Council to vote on controversial ridesharing ordinance

A big night for the ridesharing community.  City Council is expected to vote on a controversial ridesharing ordinance. If passed, Uber and Lyft may pack their bags and leave the city.

In a surprise move today, the council announced some big changes to the verbiage of the ordinance.  Council will basically incentivize drivers to get the dreaded fingerprint background checks...and the companies will have until February of 2017 to comply.

An hour before council was scheduled to discuss ridesharing, two competing rallies happened on the front steps of City Hall.

Cab drivers supporting the ordinance...along with Uber and Lyft hoping council will leave things like they are.

Council member Ellen Troxclair doesn't want the forward-thinking Austin to be one of the only major cities in the world to "drive Uber and Lyft out."

"This is the government thinking that they know how to run a ridesharing business better than the two most successful ridesharing businesses in the world," she said.

In a press conference hours before the meeting, the Mayor and Council member Ann kitchen announced a new framework for the ordinance.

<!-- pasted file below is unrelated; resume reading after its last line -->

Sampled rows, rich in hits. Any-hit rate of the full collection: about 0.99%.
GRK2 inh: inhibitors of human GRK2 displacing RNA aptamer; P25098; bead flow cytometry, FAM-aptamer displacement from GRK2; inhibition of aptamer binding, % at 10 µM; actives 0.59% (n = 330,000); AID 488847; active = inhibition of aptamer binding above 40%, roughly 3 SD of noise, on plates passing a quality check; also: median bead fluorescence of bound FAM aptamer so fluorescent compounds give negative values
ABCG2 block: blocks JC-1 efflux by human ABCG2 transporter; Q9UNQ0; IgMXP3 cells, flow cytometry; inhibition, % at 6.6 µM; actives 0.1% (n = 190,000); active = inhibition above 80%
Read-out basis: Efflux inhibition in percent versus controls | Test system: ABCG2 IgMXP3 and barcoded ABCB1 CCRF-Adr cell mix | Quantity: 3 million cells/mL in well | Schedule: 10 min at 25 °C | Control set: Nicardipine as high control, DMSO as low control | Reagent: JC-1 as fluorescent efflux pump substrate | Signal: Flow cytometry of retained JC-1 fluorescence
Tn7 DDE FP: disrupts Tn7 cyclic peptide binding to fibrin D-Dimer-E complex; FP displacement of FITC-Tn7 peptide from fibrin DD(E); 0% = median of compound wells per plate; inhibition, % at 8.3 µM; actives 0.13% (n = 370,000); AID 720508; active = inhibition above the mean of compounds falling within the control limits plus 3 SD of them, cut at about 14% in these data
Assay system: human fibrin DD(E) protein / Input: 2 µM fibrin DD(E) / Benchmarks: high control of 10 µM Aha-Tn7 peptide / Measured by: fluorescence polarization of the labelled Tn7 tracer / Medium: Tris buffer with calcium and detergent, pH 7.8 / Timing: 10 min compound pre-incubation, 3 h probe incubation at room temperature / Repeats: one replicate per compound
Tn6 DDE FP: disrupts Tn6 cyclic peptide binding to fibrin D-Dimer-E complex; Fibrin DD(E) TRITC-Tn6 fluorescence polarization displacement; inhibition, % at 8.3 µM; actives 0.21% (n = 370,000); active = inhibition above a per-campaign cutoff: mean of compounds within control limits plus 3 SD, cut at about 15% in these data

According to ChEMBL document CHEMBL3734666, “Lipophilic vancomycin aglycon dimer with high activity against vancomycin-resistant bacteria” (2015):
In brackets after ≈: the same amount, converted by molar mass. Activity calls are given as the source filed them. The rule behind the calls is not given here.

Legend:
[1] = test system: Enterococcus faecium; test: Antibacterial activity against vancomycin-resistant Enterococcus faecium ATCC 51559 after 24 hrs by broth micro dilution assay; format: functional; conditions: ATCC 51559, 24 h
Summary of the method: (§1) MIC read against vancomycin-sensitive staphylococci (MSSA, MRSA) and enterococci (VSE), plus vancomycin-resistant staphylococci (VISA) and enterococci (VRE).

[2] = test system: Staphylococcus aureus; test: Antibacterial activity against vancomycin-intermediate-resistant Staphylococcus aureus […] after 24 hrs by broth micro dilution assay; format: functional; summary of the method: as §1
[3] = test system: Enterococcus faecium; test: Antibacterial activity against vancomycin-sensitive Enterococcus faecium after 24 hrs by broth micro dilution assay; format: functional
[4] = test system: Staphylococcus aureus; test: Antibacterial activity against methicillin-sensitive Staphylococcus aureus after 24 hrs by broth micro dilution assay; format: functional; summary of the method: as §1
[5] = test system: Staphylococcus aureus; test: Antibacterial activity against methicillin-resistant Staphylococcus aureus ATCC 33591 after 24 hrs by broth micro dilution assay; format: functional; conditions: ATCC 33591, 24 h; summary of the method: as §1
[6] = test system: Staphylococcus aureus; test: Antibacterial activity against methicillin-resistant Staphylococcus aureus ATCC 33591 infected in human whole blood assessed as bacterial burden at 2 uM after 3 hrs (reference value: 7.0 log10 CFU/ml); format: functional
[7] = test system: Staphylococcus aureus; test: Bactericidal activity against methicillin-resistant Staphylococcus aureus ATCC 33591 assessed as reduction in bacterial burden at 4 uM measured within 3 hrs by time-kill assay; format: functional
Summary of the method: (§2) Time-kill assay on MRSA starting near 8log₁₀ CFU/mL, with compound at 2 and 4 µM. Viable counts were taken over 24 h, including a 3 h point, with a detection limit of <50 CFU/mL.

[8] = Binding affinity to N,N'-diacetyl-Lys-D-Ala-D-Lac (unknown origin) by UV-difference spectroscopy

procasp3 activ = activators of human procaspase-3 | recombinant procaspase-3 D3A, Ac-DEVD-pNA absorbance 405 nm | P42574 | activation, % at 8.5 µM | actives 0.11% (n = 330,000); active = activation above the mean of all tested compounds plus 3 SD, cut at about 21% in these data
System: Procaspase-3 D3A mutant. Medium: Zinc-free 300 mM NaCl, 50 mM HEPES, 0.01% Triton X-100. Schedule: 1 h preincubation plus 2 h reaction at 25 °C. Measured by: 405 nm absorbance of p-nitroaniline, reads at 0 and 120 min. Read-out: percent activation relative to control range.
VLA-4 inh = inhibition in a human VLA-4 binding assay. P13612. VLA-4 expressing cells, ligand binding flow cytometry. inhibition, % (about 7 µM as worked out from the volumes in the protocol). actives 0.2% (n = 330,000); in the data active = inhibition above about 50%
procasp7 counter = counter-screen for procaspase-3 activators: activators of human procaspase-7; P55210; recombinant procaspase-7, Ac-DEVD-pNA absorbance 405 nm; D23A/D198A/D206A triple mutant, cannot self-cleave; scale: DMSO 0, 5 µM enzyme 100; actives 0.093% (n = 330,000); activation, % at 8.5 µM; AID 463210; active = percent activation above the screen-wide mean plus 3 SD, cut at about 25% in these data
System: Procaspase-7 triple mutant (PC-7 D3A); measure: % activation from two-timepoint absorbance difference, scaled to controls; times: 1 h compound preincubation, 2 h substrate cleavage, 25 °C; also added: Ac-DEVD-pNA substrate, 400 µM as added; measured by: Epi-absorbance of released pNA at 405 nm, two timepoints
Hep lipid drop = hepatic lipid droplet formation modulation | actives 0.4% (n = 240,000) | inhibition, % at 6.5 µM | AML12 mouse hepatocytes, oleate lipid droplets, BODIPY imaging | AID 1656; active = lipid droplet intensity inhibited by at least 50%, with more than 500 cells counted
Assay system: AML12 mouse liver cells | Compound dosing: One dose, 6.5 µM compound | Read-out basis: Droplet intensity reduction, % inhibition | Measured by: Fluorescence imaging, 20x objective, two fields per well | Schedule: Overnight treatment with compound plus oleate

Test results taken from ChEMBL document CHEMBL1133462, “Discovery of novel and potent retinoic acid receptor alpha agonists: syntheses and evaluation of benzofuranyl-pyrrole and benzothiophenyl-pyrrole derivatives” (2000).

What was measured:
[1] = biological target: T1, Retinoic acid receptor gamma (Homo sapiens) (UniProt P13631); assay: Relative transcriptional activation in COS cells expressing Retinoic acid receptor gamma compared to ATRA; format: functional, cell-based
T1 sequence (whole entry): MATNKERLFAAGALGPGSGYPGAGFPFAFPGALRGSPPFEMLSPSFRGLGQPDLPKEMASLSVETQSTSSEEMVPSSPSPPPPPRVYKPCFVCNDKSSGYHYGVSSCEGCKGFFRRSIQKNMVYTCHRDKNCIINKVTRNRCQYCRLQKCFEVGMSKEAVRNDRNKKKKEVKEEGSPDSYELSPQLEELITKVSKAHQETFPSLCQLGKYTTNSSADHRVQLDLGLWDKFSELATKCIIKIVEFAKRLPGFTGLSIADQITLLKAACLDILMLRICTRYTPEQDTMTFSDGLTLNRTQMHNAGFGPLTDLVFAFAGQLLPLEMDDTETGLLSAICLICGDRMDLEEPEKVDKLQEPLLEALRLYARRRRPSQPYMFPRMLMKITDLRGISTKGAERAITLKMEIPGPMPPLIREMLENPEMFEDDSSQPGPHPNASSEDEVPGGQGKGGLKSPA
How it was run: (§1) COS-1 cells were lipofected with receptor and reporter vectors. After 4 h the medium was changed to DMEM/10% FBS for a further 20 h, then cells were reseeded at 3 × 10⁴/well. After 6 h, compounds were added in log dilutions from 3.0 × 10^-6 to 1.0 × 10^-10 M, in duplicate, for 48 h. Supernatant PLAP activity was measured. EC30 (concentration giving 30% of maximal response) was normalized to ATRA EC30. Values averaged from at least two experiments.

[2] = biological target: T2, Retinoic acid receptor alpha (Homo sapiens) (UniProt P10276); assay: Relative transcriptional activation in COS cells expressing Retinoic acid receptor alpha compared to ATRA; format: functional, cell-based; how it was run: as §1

"This framework sets benchmarks that work towards a goal of fingerprinting for all drivers and disincentives for not reaching those goals according to those benchmarks," Kitchen said.

There will also be incentives for passengers to ride with a fingerprinted driver.

Uber's Austin GM Marco McCottry says they haven't had time to fully review these changes.

"They've extended the deadline.  But they've extended the deadline for another year and so that's the question...it's a statement of confidence in our current background check process.  If it's good for another year, why do we need another duplicative process after that?" McCottry said.

McCottry was coy about whether his company would leave sooner rather than later if the ordinance passed Thursday night.

Council Member Don Zimmerman has said the tougher requirements for ridesharing companies is not something his constituents want.

"I want to call on the citizens of Austin to rise up in an initiative effort and put this item on the ballot and have the constituents vote on it," Zimmerman said.

As far as the incentives and disincentives...if the ordinance passes tonight, council will tackle what those will be in January.  The mayor says that could mean a fingerprinted driver will get more revenue from a ride or the city may give fingerprinted drivers better access during big events in the city. 
 

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